This dramatic disclosure follows the admission by the archdiocese of Boston that the list includes the late Fr Brendan Smyth, who worked briefly in Arlington two decades ago.

It had previously been thought that at that time he was on the run in the Republic from police in Belfast.

The Boston archdiocese was responding to the demands of victim-support groups, which have alleged in the wake of the Murphy Report that church leaders in Ireland sent accused priests to dioceses in other countries, including the US.

The revelations come as Irish victims of clerical child abuse have reacted furiously to the refusal of a retired Dublin auxiliary bishop to accept the finding of the Murphy Report that church authorities covered up paedophile crimes and either transferred offenders to other parishes or sent them abroad.

Bishop Dermot O'Mahony, who was censured in the report for his handling of complaints, has attempted to rally Dublin priests to his defence by openly challenging Archbishop Diarmuid Martin.

Last month, Archbishop Martin claimed that Bishop O'Mahony showed neither remorse nor apology and withdrew permission for him to administer the sacrament of confirmation.

Last night, prominent abuse victim Andrew Madden, who first outed the notorious Fr Ivan Payne, said Bishop O'Mahony should reflect on the damage done to so many children by what he did and failed to do.

Maeve Lewis, executive director of the One In Four victim-support group, said the bishop appeared to be questioning the validity of the Murphy Report's conclusion that there was a deliberate policy to cover up allegations of sexual abuse.

She added: "It is this culture of denial which facilitated the sexual abuse of children in the first place.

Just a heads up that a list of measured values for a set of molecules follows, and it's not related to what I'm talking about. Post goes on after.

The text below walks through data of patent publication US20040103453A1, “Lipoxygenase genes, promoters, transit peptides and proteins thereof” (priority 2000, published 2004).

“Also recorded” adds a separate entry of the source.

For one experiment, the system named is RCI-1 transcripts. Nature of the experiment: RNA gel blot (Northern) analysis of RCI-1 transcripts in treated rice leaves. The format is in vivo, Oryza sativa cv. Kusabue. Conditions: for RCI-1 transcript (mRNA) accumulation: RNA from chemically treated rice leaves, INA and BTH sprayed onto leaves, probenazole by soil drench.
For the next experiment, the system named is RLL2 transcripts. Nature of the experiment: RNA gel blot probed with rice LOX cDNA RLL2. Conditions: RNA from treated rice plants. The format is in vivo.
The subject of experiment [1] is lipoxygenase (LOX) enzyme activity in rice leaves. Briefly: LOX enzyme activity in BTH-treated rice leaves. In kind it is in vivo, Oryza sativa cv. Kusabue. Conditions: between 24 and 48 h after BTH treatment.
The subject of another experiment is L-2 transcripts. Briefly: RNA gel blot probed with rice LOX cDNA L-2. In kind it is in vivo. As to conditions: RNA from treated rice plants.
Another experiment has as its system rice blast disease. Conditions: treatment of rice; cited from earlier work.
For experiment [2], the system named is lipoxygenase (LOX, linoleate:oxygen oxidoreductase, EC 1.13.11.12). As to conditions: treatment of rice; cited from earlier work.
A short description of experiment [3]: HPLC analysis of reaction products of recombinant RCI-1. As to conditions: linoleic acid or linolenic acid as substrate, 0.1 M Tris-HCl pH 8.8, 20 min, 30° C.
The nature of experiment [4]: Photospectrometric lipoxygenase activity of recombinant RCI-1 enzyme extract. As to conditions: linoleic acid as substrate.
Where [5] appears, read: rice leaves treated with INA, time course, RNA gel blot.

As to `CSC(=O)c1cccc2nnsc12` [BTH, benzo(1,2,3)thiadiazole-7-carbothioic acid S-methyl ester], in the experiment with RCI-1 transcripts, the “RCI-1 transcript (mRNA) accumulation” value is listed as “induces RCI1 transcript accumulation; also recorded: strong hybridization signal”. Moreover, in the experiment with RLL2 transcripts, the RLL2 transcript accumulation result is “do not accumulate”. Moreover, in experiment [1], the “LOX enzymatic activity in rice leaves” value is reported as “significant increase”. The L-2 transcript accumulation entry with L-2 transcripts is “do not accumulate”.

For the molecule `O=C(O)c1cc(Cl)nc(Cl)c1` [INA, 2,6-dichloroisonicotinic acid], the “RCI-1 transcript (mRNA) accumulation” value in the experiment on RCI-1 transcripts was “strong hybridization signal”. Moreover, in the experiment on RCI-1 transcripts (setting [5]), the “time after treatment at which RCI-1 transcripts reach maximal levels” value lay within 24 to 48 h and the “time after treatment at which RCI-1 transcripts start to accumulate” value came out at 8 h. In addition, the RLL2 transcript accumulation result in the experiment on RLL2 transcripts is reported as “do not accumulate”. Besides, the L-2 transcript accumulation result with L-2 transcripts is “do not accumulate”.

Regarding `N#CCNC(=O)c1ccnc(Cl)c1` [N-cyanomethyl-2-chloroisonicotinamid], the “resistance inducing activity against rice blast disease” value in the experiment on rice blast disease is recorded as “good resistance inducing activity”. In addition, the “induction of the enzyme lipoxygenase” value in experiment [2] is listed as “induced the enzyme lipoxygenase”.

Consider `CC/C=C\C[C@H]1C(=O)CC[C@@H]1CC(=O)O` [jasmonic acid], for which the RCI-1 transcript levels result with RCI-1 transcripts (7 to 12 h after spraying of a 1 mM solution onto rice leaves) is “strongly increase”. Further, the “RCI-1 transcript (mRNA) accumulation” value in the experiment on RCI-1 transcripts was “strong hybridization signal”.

"If this response to the Murphy Report is widespread, then the Catholic Church will never be a safe place for children."

The US revelations came after an organisation called published a list of 70 priests from Ireland who had been accused of molesting children, either in Ireland or while they were working in the United States.

This followed a public letter to Cardinal Sean P. O'Malley, head of the Boston Archdiocese, asking him to identify any priests who have faced accusations of abuse elsewhere and who had worked in the area.

The Boston archdiocese disclosed that it had granted faculties to three priests on the list, including the late Brendan Smyth. The faculties permitted the clergymen to celebrate Mass and perform other duties.

In addition to Smyth, they include Joseph T. Maguire, a priest from the Diocese of Manchester, New Hampshire, who was convicted of molesting more than a dozen boys in the state, and who died in 2005.

The archdiocese said that a review of its records shows that it was not aware of any accusations having been made against the priests when they were granted faculties, and that it found no records of accusations while the priests were there.

A spokesman said Smyth, the notorious Norbertine monk from Kilnacrott Abbey, in Co Cavan, who died in prison in 1997, was given permission to work as a priest in the archdiocese for two days in 1991.

But the Boston archdiocese has insisted that it has no record of any accusations being made against Fr Smyth while he was working for two days in St Camillus parish in Arlington.

Source Irish Independent